In its official filing, Renault points a finger at a foreign private company for committing industrial espionage, setting the wheels in motion for a judicial investigation.
Renault did not accuse any foreign countries, any perpetrators or a company. Jean-Claude Marin, the Paris prosecutor who will consider Renault's allegations, said that only private persons were cited.
In this filing, Renault said that it was a victim of corruption, theft and concealment and also that it had discovered serious misconduct damaging to its "strategic, technological and intellectual assets."
Renault suspended three executives last week under the suspicion that they leaked information about its high-profile electric car technology.
The French government refers to this matter as "economic warfare" and has prompted a move to tighten laws to protect companies. Renault’s formal complaint means that the case is now in the hands of the French judiciary and it could lead to an investigation by France's DCRI domestic intelligence agency.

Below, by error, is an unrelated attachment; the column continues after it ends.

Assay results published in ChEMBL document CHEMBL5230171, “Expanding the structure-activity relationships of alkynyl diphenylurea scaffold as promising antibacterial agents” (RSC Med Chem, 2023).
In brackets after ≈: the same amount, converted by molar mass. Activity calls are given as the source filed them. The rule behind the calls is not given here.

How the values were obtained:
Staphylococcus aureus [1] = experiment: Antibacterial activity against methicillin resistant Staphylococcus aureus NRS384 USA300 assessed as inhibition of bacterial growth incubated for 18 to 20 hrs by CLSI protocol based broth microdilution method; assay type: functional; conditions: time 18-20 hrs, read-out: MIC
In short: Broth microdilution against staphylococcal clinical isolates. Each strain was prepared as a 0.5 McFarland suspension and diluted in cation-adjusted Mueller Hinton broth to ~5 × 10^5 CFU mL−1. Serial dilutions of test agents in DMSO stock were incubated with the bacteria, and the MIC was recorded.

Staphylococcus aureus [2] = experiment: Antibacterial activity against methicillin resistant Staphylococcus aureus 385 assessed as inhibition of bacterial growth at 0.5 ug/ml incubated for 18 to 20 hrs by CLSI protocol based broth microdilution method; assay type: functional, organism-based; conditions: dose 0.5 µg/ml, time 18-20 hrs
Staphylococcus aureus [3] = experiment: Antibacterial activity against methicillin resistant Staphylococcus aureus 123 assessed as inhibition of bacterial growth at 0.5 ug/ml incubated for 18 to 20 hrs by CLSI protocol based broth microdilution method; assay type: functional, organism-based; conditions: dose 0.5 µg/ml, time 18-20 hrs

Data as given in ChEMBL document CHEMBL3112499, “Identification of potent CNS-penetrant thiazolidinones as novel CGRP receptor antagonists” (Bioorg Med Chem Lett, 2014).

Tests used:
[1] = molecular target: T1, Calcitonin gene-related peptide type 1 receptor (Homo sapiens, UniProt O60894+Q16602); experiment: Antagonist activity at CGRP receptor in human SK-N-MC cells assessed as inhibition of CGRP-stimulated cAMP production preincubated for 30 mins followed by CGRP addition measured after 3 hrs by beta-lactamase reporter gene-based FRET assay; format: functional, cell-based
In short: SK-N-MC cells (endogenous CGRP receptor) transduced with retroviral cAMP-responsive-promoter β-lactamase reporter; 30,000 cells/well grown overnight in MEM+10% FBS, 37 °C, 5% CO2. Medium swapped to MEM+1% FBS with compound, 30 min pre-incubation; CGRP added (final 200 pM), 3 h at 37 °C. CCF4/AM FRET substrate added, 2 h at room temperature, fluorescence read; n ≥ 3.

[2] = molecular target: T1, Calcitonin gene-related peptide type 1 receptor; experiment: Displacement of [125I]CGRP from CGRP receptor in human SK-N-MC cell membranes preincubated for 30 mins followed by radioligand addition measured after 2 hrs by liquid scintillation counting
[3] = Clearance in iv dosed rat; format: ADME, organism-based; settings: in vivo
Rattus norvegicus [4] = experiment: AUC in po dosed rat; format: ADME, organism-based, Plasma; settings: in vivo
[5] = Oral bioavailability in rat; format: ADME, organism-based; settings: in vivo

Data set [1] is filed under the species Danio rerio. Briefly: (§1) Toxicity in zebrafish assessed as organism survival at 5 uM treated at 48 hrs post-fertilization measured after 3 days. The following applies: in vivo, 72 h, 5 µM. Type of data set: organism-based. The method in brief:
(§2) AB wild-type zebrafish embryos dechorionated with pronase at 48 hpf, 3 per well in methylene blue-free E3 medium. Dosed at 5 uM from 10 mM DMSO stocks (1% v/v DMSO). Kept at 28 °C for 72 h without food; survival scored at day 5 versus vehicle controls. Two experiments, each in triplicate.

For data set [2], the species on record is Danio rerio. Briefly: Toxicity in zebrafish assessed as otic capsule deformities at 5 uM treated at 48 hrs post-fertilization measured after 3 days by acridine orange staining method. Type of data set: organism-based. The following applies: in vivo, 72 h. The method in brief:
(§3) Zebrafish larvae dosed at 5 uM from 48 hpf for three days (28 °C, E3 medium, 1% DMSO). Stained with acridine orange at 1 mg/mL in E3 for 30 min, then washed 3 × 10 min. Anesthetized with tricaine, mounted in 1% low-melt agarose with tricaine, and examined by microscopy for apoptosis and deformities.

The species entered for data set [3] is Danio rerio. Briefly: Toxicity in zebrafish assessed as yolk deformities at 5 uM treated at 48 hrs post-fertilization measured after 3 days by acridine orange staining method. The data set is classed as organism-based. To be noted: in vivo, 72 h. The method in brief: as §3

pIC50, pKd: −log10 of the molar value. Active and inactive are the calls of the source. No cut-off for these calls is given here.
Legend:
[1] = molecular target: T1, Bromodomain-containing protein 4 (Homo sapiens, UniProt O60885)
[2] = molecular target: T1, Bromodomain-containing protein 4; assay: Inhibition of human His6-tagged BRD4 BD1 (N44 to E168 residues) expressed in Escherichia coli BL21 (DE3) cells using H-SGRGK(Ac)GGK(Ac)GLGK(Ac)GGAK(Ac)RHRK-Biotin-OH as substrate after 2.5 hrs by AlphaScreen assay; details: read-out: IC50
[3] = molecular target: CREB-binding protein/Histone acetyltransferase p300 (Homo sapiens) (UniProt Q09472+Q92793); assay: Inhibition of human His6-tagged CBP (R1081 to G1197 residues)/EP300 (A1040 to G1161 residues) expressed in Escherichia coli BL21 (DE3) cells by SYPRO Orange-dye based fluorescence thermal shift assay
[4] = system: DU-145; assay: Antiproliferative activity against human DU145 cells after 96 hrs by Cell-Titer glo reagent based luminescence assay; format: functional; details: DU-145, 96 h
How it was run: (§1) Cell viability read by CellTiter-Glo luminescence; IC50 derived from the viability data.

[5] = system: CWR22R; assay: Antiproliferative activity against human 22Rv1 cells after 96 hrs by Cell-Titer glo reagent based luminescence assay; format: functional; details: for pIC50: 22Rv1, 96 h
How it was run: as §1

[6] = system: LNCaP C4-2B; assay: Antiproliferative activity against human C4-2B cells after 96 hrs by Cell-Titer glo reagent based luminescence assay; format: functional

A government source had disclosed that intelligence services were looking into a possible connection to China. However, the French government has played down the possibility of a link to China, saying that no one is accusing one country of being involved.
China has also come out to deny the report. Renault's lawyer Jean Reinhart said that the filing mentioned many nationalities but no specific country has been cited.